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Any expression in AngouriMath is a tree. It may include numbers, variables, operators, functions, vectors, and more. The main class, representing the library, is called Entity. It is an abstract record, so every expression is a derived type of Entity.

The very basics of creating an expression



Include the main namespace of the library: using AngouriMath; Now, let us create a simple arithmetic expression.

To build a tree we use overriden operators, for example,
var x = MathS.Var("x");
var y = MathS.Var("y");
var expr = x + 4 * MathS.Sin(x / y);
expr has the type of Entity.Sumf, which is a derived type of Entity.

Now, let us see a shorter way of doing the same thing:
using static AngouriMath.MathS;
using static AngouriMath.Entity;

Variable x = "x"; // implicit conversation Variable y = "y"; var expr = x + 4 * Sin(x / y);
The first two usings are implied by default in all other code snippets provided in Wiki.

AngouriMath internally uses PeterO.Numbers, so here are how numbers in AM could be created:
using static AngouriMath.Entity.Number;
using PeterO.Numbers;

var a01 = Integer.Create(3); var a02 = Integer.Create(EInteger.FromInt32(3)); var a03 = Rational.Create(3.4); var a04 = Rational.Create(ERational.FromDouble(3.4)); var a05 = Real.Create(1.3234m); var a06 = Real.Create(EDecimal.FromDouble(3.4535)); var a07 = Complex.Create(32.4m, 434); var a08 = Complex.Create(EDecimal.FromDecimal(32.4m), EDecimal.FromInt32(434));


Easy way to create an expression



Now, let us shorten the creation of an expression and parse it from an expression. Here are two lines of the equivalent code:
Entity a = "x^2 + x + 4 / 5 + sqrt(5)";
var a = FromString("x^2 + x + 4 / 5 + sqrt(5)");
In some cases we can omit operators, for example, here are equivalent lines:
Entity a = "x2 + 4y";
Entity a = "x^2 + 4*y";


Most operators and functions have a fixed number of arguments, for instance, plus operator cannot have three or more arguments. Here are two lines of the equivalent code:
Entity a = "x + 2";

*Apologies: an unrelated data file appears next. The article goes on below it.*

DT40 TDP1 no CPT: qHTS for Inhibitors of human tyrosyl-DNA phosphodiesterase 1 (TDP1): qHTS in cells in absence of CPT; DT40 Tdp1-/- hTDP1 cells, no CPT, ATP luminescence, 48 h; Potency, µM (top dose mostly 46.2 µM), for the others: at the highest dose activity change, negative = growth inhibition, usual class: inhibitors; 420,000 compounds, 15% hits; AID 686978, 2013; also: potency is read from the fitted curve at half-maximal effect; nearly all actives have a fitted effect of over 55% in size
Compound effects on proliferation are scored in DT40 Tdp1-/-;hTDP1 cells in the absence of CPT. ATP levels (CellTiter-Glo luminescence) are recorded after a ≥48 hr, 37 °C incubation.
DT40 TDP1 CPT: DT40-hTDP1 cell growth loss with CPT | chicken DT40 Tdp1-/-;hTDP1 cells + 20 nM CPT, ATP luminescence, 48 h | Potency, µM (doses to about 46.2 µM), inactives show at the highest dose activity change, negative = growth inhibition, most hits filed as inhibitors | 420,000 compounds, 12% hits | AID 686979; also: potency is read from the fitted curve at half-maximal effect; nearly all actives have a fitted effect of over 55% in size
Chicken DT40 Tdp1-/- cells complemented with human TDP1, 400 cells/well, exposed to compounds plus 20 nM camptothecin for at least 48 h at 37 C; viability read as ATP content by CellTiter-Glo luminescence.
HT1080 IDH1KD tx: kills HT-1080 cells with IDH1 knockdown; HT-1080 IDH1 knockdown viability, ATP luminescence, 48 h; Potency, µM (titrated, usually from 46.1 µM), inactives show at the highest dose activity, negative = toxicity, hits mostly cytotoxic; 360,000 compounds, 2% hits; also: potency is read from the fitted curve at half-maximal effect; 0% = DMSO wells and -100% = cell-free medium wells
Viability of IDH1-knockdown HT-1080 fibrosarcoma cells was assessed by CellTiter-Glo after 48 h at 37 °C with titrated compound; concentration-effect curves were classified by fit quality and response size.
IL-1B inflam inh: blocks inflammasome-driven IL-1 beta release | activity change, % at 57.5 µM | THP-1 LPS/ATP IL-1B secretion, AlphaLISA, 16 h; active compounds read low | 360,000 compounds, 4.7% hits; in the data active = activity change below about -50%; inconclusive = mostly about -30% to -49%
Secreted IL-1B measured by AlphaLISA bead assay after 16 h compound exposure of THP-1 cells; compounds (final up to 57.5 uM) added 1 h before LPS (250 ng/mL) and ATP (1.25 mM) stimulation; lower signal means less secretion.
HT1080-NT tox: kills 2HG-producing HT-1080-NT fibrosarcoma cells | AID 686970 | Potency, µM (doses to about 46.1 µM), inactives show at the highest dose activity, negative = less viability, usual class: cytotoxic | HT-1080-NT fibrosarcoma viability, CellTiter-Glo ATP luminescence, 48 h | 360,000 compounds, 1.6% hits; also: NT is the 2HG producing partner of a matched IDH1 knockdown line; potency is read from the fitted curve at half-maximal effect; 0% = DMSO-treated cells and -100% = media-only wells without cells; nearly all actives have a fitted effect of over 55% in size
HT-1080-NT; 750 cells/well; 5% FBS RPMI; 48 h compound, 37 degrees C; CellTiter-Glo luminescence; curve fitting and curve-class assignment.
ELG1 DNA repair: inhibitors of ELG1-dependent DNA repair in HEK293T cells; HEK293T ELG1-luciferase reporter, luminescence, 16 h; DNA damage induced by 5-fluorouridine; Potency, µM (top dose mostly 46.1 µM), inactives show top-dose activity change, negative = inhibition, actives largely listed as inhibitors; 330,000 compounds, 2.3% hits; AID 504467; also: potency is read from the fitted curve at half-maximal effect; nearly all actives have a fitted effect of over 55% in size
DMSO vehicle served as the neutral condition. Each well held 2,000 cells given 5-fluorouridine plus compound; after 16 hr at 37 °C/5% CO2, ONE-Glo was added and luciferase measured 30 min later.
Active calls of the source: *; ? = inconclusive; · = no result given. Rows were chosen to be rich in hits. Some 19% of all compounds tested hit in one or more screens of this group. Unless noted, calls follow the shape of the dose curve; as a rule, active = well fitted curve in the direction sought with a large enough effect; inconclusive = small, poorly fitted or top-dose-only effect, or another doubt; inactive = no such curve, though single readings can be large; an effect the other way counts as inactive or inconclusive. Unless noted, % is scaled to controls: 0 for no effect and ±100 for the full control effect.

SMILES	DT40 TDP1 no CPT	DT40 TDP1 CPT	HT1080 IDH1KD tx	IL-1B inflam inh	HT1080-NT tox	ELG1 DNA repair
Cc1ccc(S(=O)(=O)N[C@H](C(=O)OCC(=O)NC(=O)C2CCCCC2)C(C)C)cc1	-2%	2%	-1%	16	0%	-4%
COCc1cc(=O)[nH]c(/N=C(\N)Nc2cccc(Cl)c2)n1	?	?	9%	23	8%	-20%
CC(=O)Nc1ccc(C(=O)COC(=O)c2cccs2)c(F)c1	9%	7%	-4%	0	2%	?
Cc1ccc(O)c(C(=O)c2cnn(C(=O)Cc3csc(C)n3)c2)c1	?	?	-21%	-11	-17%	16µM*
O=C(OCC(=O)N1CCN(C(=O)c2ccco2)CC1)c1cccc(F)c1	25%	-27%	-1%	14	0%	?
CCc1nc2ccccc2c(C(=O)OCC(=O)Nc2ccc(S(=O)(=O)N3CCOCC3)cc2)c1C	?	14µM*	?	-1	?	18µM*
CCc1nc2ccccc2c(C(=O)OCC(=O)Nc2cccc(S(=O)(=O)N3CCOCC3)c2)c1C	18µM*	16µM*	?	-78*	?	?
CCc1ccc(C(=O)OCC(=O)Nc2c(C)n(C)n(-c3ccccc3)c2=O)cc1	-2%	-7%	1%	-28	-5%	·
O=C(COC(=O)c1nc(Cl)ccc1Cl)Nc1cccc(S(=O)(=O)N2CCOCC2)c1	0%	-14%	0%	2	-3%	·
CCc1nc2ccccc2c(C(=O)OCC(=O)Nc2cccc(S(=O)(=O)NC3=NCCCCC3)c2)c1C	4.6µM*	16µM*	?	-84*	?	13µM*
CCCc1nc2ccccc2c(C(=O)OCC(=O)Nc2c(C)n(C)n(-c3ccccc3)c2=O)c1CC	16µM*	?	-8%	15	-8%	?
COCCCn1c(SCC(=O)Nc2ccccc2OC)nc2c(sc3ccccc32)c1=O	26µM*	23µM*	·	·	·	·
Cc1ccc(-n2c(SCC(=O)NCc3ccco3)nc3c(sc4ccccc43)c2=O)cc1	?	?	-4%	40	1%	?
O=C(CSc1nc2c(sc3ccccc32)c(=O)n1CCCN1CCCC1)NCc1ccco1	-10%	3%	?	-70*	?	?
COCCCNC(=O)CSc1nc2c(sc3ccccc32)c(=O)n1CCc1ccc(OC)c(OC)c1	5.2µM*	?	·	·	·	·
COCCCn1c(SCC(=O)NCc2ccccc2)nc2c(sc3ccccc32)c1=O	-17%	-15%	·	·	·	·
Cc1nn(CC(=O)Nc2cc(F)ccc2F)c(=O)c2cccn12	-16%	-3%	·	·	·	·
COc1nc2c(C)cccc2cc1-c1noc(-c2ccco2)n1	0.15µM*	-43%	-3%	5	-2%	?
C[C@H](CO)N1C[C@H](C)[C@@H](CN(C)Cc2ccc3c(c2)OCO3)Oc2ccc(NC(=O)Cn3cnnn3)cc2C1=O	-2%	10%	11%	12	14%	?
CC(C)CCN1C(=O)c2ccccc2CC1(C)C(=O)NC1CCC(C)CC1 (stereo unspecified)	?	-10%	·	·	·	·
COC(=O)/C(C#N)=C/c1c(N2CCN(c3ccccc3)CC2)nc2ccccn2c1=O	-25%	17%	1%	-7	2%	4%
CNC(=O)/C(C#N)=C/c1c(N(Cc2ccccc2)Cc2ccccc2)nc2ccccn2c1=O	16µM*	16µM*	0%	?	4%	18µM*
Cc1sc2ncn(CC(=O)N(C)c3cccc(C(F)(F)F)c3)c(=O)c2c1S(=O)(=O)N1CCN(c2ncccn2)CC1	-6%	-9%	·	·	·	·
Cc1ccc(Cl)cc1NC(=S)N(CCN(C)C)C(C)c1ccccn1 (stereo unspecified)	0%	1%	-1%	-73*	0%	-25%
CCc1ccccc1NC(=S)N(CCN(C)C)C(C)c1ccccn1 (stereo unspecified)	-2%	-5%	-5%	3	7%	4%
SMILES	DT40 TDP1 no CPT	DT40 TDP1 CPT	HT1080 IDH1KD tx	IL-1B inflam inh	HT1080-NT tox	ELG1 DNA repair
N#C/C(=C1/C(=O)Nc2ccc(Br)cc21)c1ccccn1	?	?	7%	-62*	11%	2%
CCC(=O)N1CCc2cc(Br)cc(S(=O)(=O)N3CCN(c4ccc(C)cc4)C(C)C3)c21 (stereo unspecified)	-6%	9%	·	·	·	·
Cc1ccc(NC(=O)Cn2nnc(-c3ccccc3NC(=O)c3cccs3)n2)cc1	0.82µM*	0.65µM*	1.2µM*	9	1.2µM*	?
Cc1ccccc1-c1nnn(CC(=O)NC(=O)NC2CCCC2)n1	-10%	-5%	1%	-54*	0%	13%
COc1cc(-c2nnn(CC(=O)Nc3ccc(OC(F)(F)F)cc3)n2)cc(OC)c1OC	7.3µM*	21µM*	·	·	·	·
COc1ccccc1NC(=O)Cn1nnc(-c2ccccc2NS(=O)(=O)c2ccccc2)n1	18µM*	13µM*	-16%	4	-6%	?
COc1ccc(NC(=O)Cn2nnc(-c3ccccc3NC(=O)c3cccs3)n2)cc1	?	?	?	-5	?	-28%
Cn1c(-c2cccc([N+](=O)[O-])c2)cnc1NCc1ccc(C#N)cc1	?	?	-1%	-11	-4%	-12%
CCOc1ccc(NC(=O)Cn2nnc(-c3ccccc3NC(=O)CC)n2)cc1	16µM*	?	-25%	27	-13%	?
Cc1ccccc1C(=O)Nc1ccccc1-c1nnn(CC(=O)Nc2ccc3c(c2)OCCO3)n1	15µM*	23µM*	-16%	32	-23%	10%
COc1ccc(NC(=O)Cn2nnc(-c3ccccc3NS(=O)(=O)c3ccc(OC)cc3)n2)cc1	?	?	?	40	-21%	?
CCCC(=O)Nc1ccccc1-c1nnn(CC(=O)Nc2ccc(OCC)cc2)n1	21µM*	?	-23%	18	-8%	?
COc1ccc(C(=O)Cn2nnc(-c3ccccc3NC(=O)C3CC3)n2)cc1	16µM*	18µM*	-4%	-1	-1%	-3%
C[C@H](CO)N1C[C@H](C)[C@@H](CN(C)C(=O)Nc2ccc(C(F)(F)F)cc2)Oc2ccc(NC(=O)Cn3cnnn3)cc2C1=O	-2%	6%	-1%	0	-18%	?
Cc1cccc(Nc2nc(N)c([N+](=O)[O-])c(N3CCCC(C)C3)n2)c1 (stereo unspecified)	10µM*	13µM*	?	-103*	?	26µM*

Entity b = "y";
var theirSum1 = new Sumf(a, b);
var theirSum2 = a + b;


In most code snippets in the rest of the wiki we will use implicit conversations in most cases.

Variable substitution



To substitute a particular value instead of a variable, use method Substitute:
Entity expr = "x + 2";
var newExpr = expr.Substitute("x", 3);
It is the same as
Entity newExpr = "3 + 2";


It does not change the initial expression. Moreover, all subtypes of Entity are immutable and cannot be changed by any method or function. This allows to safely pass any expression to any functions being sure that it will not change. As a result, any operation will create a new expression.

Nodes and pattern matching



Nodes is a property of every expression. This property contains all possible subnodes of a node including itself. Let us consider an example:
Entity expr = "a * x + 2";
foreach (var subExpr in expr.Nodes)
    Console.WriteLine(subExpr);
The output will be the following:
a * x + 2
a * x
a
x
2


We can also analyze a given expression through patterns. Let us implement a naive differentiating:
static Entity Diff(Entity expr, Variable var)
    => expr switch
    {
        Variable sameVar when sameVar == var => 1,
        Variable otherVar => 0,
        Number => 0,
        Sumf(var left, var right) => Diff(left, var) + Diff(right, var),
        Mulf(var left, var right) => Diff(left, var) * right + Diff(right, var) * left,
        Sinf(var arg) => Cos(arg) * Diff(arg, var),
        _ => throw new Exception()
    };
Thanks to C#9's pattern matching, now we can this easily switch over different types of an expression. Let us run the given function:
Console.WriteLine(Diff("a x + 3sin(x + c)", "x"));
The output will be the following:
0 * x + 1 * a + 0 * sin(x + c) + cos(x + c) * (1 + 0) * 3
When building an expression, no automatic simplification occurs.























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